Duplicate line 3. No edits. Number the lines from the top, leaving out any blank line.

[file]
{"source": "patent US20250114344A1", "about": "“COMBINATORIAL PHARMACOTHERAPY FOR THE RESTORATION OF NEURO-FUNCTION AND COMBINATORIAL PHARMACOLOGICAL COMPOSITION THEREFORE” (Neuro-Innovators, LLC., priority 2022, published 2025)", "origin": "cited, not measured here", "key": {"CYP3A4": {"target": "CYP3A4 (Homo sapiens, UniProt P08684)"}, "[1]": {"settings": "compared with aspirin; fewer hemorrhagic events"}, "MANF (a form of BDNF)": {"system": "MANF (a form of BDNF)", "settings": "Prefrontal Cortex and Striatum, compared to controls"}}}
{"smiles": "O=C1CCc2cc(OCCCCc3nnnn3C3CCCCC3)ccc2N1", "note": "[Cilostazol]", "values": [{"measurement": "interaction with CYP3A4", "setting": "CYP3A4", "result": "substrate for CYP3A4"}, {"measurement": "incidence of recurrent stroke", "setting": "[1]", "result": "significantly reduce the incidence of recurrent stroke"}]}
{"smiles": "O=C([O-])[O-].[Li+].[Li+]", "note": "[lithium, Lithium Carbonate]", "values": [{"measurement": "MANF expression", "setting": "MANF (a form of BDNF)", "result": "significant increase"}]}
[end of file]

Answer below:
{"smiles": "O=C([O-])[O-].[Li+].[Li+]", "note": "[lithium, Lithium Carbonate]", "values": [{"measurement": "MANF expression", "setting": "MANF (a form of BDNF)", "result": "significant increase"}]}